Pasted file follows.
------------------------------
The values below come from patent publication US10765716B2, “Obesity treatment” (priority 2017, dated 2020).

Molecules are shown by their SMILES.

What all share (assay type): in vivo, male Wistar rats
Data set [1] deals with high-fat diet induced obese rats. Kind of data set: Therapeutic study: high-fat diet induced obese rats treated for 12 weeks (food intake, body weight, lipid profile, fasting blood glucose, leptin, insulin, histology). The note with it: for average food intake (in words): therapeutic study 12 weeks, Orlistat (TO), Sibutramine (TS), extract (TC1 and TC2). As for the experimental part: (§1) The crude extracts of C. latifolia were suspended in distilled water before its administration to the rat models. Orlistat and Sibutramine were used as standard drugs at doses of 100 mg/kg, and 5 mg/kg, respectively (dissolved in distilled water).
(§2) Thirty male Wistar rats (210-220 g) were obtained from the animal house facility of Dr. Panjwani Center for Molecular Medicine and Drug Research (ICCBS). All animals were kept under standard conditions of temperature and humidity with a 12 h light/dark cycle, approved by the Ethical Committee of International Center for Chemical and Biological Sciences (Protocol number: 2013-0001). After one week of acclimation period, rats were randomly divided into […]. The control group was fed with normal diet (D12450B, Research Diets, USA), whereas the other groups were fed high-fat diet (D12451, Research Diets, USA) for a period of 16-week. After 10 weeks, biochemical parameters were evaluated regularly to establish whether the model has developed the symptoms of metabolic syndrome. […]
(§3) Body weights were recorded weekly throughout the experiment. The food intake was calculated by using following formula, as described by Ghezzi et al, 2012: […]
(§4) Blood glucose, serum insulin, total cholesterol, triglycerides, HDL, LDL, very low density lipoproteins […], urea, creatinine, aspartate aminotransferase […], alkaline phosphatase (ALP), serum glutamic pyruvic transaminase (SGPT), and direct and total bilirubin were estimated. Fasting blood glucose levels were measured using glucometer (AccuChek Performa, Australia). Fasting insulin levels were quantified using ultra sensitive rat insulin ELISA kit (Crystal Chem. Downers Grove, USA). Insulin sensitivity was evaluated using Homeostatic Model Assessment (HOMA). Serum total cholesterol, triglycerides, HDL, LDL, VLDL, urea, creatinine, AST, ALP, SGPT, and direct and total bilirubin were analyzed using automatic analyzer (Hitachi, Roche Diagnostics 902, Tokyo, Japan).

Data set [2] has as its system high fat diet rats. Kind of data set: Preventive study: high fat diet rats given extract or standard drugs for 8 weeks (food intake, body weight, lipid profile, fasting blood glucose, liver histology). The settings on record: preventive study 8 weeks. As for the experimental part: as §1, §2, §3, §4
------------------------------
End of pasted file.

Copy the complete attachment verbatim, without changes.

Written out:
The values below come from patent publication US10765716B2, “Obesity treatment” (priority 2017, dated 2020).

Molecules are shown by their SMILES.

What all share (assay type): in vivo, male Wistar rats
Data set [1] deals with high-fat diet induced obese rats. Kind of data set: Therapeutic study: high-fat diet induced obese rats treated for 12 weeks (food intake, body weight, lipid profile, fasting blood glucose, leptin, insulin, histology). The note with it: for average food intake (in words): therapeutic study 12 weeks, Orlistat (TO), Sibutramine (TS), extract (TC1 and TC2). As for the experimental part: (§1) The crude extracts of C. latifolia were suspended in distilled water before its administration to the rat models. Orlistat and Sibutramine were used as standard drugs at doses of 100 mg/kg, and 5 mg/kg, respectively (dissolved in distilled water).
(§2) Thirty male Wistar rats (210-220 g) were obtained from the animal house facility of Dr. Panjwani Center for Molecular Medicine and Drug Research (ICCBS). All animals were kept under standard conditions of temperature and humidity with a 12 h light/dark cycle, approved by the Ethical Committee of International Center for Chemical and Biological Sciences (Protocol number: 2013-0001). After one week of acclimation period, rats were randomly divided into […]. The control group was fed with normal diet (D12450B, Research Diets, USA), whereas the other groups were fed high-fat diet (D12451, Research Diets, USA) for a period of 16-week. After 10 weeks, biochemical parameters were evaluated regularly to establish whether the model has developed the symptoms of metabolic syndrome. […]
(§3) Body weights were recorded weekly throughout the experiment. The food intake was calculated by using following formula, as described by Ghezzi et al, 2012: […]
(§4) Blood glucose, serum insulin, total cholesterol, triglycerides, HDL, LDL, very low density lipoproteins […], urea, creatinine, aspartate aminotransferase […], alkaline phosphatase (ALP), serum glutamic pyruvic transaminase (SGPT), and direct and total bilirubin were estimated. Fasting blood glucose levels were measured using glucometer (AccuChek Performa, Australia). Fasting insulin levels were quantified using ultra sensitive rat insulin ELISA kit (Crystal Chem. Downers Grove, USA). Insulin sensitivity was evaluated using Homeostatic Model Assessment (HOMA). Serum total cholesterol, triglycerides, HDL, LDL, VLDL, urea, creatinine, AST, ALP, SGPT, and direct and total bilirubin were analyzed using automatic analyzer (Hitachi, Roche Diagnostics 902, Tokyo, Japan).

Data set [2] has as its system high fat diet rats. Kind of data set: Preventive study: high fat diet rats given extract or standard drugs for 8 weeks (food intake, body weight, lipid profile, fasting blood glucose, liver histology). The settings on record: preventive study 8 weeks. As for the experimental part: as §1, §2, §3, §4